• Just the parties who get special public benefits -- to enabling most outsiders to share equally in the settlement's public benefits. 

Third, it raises the question if there is still a basis for the parties to settle, because the DOJ recommended fixes fundamentally and substantially limit what the parties can extract from the settlement.

DOJ is formally investigating another Google deal

An unusual and notable pattern appears to be developing with Google and DOJ antitrust enforcers. 

  • Twice in less than a year, the DOJ has formally investigated Google for trying to anti-competitively extend its monopoly market power via a market agreement.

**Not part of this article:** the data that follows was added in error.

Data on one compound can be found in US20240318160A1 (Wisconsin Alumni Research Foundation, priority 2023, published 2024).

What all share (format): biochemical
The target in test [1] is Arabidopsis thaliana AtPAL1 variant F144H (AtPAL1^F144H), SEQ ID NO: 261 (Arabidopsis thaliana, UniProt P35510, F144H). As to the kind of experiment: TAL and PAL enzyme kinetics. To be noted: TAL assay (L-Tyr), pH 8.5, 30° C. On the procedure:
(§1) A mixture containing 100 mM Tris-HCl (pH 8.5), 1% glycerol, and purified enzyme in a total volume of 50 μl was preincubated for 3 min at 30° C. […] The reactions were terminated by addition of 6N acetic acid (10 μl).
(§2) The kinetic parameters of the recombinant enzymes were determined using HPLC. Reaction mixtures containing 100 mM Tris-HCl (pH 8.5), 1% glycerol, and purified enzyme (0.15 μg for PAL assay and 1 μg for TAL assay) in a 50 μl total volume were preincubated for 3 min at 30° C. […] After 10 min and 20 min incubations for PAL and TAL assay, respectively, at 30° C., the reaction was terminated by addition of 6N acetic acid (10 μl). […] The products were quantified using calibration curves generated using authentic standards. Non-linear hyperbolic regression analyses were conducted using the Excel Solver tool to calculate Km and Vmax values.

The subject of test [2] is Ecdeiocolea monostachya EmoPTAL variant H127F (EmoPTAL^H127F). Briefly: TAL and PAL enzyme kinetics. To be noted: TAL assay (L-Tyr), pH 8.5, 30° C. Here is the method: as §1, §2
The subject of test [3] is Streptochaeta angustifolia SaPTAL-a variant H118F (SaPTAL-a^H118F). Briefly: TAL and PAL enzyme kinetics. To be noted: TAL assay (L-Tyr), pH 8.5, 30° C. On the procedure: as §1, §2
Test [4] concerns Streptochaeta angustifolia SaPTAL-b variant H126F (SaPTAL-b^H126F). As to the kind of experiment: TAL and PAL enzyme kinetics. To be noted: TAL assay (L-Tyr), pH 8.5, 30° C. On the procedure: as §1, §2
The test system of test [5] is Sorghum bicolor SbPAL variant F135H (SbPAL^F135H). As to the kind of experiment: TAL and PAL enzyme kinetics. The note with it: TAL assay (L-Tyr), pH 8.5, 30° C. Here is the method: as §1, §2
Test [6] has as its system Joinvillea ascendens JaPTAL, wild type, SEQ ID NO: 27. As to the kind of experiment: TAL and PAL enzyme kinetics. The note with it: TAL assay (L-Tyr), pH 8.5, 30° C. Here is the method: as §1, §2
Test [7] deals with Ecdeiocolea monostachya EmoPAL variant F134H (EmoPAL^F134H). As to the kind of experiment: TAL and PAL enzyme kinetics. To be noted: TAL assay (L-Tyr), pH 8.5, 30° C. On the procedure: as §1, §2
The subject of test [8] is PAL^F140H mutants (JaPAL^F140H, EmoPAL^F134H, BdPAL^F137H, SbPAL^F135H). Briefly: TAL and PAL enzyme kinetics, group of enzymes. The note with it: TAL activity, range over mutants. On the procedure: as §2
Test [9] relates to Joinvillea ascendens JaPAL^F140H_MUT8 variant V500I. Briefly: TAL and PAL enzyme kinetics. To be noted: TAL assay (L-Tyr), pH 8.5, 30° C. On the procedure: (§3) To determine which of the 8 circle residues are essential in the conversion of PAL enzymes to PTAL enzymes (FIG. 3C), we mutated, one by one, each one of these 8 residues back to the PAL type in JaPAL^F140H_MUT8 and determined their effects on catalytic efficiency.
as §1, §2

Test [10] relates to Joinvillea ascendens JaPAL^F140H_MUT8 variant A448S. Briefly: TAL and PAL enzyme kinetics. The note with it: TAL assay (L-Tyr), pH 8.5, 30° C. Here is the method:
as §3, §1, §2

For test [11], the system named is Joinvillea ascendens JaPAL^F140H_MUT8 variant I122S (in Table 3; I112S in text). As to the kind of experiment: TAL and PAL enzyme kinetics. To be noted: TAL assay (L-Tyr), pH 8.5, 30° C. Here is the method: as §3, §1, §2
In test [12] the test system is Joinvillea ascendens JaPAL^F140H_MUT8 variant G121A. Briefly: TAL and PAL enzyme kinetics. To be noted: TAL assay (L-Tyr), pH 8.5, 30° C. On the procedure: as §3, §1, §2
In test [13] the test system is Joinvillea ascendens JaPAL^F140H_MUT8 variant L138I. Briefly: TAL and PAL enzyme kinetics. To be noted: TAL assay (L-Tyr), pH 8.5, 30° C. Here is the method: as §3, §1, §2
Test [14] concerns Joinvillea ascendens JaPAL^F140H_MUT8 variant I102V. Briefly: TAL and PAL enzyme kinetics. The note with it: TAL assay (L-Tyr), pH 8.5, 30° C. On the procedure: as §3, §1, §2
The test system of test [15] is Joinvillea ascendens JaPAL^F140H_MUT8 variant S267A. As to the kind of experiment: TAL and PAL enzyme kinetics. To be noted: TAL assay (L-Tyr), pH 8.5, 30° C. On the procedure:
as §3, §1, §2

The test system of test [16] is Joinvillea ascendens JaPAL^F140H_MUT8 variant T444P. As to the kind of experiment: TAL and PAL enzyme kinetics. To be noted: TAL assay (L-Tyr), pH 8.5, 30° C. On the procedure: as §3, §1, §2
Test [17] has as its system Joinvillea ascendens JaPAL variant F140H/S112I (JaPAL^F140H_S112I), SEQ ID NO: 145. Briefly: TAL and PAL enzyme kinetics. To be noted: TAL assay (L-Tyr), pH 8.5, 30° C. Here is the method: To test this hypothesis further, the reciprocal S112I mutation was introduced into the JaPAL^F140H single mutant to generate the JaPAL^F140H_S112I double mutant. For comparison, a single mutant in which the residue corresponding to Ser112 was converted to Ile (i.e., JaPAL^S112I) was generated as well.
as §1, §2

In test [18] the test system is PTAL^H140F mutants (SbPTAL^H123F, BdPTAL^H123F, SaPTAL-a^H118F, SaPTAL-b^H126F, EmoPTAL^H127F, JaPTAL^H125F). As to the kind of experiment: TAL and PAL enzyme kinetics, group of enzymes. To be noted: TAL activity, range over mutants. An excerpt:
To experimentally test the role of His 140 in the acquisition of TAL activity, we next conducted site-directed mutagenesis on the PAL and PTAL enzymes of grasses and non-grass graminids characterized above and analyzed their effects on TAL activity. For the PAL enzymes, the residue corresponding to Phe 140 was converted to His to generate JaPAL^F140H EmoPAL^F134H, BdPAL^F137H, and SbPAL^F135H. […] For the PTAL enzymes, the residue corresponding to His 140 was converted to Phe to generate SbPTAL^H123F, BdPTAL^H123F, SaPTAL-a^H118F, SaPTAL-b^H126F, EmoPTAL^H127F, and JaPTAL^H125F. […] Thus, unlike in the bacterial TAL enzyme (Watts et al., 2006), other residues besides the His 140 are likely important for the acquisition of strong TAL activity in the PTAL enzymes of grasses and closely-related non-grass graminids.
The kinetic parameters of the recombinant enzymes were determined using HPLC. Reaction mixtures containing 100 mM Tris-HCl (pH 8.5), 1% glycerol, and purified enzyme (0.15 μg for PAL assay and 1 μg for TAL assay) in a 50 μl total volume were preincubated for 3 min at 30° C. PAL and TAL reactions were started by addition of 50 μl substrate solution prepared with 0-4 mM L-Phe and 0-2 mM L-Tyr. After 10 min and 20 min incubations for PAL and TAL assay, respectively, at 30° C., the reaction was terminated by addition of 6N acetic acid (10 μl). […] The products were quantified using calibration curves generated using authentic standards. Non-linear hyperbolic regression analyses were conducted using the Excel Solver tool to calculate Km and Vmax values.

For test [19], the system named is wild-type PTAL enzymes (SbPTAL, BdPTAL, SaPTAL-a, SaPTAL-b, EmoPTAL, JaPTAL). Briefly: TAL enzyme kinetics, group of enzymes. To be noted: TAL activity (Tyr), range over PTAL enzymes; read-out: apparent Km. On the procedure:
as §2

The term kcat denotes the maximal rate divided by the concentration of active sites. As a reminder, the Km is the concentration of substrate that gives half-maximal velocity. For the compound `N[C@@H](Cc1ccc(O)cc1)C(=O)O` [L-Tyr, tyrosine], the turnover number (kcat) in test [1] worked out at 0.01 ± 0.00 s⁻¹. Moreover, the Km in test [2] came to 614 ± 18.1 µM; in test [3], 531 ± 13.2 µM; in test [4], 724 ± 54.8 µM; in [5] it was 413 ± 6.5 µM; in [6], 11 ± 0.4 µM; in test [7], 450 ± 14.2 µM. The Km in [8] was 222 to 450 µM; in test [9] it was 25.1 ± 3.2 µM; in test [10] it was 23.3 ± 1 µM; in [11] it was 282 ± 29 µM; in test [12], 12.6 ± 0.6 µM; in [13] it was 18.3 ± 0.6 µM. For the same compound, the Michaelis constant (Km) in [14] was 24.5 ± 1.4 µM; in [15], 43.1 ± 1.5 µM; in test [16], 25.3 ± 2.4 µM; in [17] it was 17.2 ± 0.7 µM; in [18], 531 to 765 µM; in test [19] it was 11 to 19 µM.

• It is unusual for the DOJ to seriously investigate a single formal market agreement/settlement for anti-competitive behavior because normally antitrust lawyers can convince a company's leadership to stay away from the anti-competitive line that possibly could prompt a DOJ investigation and/or suit.
    • What is exceptionally unusual is for a company to propose two non-merger-related market agreements in less than a years time that prompt serious antitrust investigations from the DOJ.
  • Today, the DOJ Antitrust Division wrote a letter to the Federal Judge overseeing the Google Book Settlement deal "to inform the court that it has opened an antitrust investigation into the proposed agreement between Google and representatives of publishers and authors... we have determined that issues raised by the proposed settlement warrant further inquiry."